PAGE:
North Korean-China trade hotter
than kimchi By Ting-I Tsai
TAIPEI - Business in Changbai county of
Jilin province in northeast China is booming. The
area, which faces North Korea's Hyesan City across
the Yalu River, has seen its exports rise 28.5%
year-on-year in the first eight months of this
year, the beneficiary of logjams created by
China's brisk trade with North Korea further
downstream to Dandong - the busiest border city in
northeast China bordering North Korea's Shinuiju
across the Yalu River.
As ice is melting
between North Korea and the United States, more
and more Chinese businessmen have been rushing to the
with the secretive communist country, looking to
cash in on its trade and investment potential.
"Traffic across the river has been so
busy," said Han Lihsin, who founded a China-Korea
trade website to promote business with China's
reclusive neighbor in April last year. "It is not
only trucks from China that have to line up to go
through customs, North Koreans have also sent
their own trucks to pick up goods."
According to statistics from Chinese
Customs, bilateral trade between North Korea and
China reached US$1.7 billion in 2006, a 7.58%
increase over the previous year. It has grown
another 16.7% in the first eight months of this
year to $1.25 billion. Chinese investment in North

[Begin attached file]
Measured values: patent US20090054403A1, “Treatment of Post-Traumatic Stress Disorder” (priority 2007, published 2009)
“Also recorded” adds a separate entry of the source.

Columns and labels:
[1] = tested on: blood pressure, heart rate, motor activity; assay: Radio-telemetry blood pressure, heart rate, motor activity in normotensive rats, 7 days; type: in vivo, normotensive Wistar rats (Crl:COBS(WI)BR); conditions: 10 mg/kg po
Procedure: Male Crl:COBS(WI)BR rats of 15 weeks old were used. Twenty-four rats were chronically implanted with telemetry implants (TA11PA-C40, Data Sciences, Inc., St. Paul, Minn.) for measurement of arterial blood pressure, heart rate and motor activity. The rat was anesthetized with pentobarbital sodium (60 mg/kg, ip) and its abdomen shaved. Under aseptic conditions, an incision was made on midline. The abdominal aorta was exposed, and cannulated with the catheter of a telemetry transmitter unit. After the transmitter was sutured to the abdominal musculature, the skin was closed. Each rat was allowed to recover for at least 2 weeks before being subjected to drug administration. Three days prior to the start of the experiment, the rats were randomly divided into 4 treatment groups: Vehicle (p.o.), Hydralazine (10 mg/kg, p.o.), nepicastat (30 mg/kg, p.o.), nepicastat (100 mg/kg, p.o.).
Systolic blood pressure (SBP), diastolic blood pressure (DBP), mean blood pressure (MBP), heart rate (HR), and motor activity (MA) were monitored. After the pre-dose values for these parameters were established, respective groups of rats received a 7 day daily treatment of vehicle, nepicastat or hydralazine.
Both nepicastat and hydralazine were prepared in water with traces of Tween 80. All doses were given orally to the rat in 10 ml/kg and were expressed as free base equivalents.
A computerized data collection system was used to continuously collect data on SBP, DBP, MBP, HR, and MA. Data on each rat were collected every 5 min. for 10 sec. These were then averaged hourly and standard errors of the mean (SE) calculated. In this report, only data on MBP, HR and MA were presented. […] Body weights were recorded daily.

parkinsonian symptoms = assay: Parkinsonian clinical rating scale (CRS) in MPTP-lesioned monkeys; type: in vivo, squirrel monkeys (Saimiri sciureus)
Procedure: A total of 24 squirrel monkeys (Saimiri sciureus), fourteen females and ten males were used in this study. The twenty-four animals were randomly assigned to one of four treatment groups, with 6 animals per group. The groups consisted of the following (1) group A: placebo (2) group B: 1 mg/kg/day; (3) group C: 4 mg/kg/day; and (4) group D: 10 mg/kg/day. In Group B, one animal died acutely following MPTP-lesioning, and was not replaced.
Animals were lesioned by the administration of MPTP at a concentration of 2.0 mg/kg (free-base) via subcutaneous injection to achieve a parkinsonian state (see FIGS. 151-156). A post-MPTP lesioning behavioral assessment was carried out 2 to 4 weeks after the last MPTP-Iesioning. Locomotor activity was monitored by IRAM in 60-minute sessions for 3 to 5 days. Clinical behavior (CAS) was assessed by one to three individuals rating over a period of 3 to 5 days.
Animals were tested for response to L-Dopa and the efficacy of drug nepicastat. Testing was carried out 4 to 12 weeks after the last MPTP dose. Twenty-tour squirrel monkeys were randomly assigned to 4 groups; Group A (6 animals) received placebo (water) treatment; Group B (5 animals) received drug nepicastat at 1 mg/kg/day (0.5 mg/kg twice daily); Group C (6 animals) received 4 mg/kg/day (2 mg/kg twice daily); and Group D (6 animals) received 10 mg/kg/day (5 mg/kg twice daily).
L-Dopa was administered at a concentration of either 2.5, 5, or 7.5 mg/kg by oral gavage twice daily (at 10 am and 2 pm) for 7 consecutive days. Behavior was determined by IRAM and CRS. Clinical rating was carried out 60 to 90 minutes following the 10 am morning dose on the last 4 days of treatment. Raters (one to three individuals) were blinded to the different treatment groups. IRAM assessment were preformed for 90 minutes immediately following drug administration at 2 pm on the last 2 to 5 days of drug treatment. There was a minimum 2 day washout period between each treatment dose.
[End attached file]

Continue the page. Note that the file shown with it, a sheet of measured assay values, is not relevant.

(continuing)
Korea, meanwhile, had reached $38 million by the
end of 2006.
China's main exports include
agricultural products, consumer electronics,
textiles and fuel, but North Korean traders are
taking advantage of the Internet to diversify
their purchases. On China's business promotion
websites, buyers claiming to be from North Korea
are asking for items as varied as wine coolers,
necklaces, leather suitcases, soybean oil, pencil
cases and "plastic containers for aromas or
Whether North Koreans now have
more money and are able to consume more remains a
hotly debated issue among Chinese traders. But
they agree that North Korean customers are now
more sensitive to product quality and brands.
"It's not just about being cheap anymore. Products
are required to be affordable with guaranteed
quality," said Tang Fuyou, manager of
North Korean customers' resistance to Chinese
products, Tang says suppliers now market products
with brand names and descriptions printed in
English on the packaging. Small "Made in China"
markings are placed in unobtrusive spots. "That
way, goods can be sold for good prices," he said,
adding that South Korean and Japanese products are
still too expensive for North Koreans.
Used televisions, washing machines,
refrigerators and air conditioners are at the top
of North Korean shopping lists. Hoping to ride the
wave of this new demand for big-ticket household
goods, China's leading home appliance exporter
Haier has reportedly been operating across the
border since January of this year.
aren't the only ones looking to profit from North
Korea. Burdened by soaring labor costs and high
land prices, Chinese businessmen are finding this
virgin territory to be a potential paradise.
Xu You, chairman of the Changbai-based
China-North Korea investment association,
suggested that his joint-venture wood factory pays
10 yuan (US$1.3) per month to its North Korean
workers. Trader Wang Wei, whose Hsienhe
pharmaceutical manufacturing company is planning
to build a new factory in North Korea's Nanpo,
suggested that monthly salaries there average
about 50 yuan.
Ambitious North Korean
officials might not appreciate the intricacies of
capitalist operations, but they have skillfully
extended their networks for soliciting investment